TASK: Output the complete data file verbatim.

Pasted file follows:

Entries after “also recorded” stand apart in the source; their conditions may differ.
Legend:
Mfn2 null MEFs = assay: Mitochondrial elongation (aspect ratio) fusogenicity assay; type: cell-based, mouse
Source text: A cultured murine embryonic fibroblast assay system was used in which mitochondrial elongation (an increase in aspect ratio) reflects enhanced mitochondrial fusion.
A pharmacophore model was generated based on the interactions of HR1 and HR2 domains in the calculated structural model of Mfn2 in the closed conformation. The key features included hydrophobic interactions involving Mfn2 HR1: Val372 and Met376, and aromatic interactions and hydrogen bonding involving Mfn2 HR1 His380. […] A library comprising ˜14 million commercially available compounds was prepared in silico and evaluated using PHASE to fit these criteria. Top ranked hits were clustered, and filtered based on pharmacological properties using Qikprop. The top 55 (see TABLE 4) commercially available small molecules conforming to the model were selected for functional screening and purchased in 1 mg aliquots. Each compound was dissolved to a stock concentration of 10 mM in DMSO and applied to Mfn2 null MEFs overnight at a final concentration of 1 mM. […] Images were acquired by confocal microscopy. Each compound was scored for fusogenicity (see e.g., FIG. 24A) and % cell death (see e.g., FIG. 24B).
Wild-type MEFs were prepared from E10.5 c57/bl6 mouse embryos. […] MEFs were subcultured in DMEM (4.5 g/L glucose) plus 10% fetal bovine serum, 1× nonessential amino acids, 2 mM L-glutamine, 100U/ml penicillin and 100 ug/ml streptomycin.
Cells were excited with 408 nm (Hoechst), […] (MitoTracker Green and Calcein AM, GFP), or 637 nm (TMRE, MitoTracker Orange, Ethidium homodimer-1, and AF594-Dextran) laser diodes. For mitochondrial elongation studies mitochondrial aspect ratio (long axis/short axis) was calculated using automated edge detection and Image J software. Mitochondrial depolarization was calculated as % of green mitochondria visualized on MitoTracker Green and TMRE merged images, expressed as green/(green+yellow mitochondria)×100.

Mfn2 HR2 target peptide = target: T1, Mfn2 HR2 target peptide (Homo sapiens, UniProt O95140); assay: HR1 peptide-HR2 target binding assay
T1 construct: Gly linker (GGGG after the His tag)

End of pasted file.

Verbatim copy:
Entries after “also recorded” stand apart in the source; their conditions may differ.
Legend:
Mfn2 null MEFs = assay: Mitochondrial elongation (aspect ratio) fusogenicity assay; type: cell-based, mouse
Source text: A cultured murine embryonic fibroblast assay system was used in which mitochondrial elongation (an increase in aspect ratio) reflects enhanced mitochondrial fusion.
A pharmacophore model was generated based on the interactions of HR1 and HR2 domains in the calculated structural model of Mfn2 in the closed conformation. The key features included hydrophobic interactions involving Mfn2 HR1: Val372 and Met376, and aromatic interactions and hydrogen bonding involving Mfn2 HR1 His380. […] A library comprising ˜14 million commercially available compounds was prepared in silico and evaluated using PHASE to fit these criteria. Top ranked hits were clustered, and filtered based on pharmacological properties using Qikprop. The top 55 (see TABLE 4) commercially available small molecules conforming to the model were selected for functional screening and purchased in 1 mg aliquots. Each compound was dissolved to a stock concentration of 10 mM in DMSO and applied to Mfn2 null MEFs overnight at a final concentration of 1 mM. […] Images were acquired by confocal microscopy. Each compound was scored for fusogenicity (see e.g., FIG. 24A) and % cell death (see e.g., FIG. 24B).
Wild-type MEFs were prepared from E10.5 c57/bl6 mouse embryos. […] MEFs were subcultured in DMEM (4.5 g/L glucose) plus 10% fetal bovine serum, 1× nonessential amino acids, 2 mM L-glutamine, 100U/ml penicillin and 100 ug/ml streptomycin.
Cells were excited with 408 nm (Hoechst), […] (MitoTracker Green and Calcein AM, GFP), or 637 nm (TMRE, MitoTracker Orange, Ethidium homodimer-1, and AF594-Dextran) laser diodes. For mitochondrial elongation studies mitochondrial aspect ratio (long axis/short axis) was calculated using automated edge detection and Image J software. Mitochondrial depolarization was calculated as % of green mitochondria visualized on MitoTracker Green and TMRE merged images, expressed as green/(green+yellow mitochondria)×100.

Mfn2 HR2 target peptide = target: T1, Mfn2 HR2 target peptide (Homo sapiens, UniProt O95140); assay: HR1 peptide-HR2 target binding assay
T1 construct: Gly linker (GGGG after the His tag)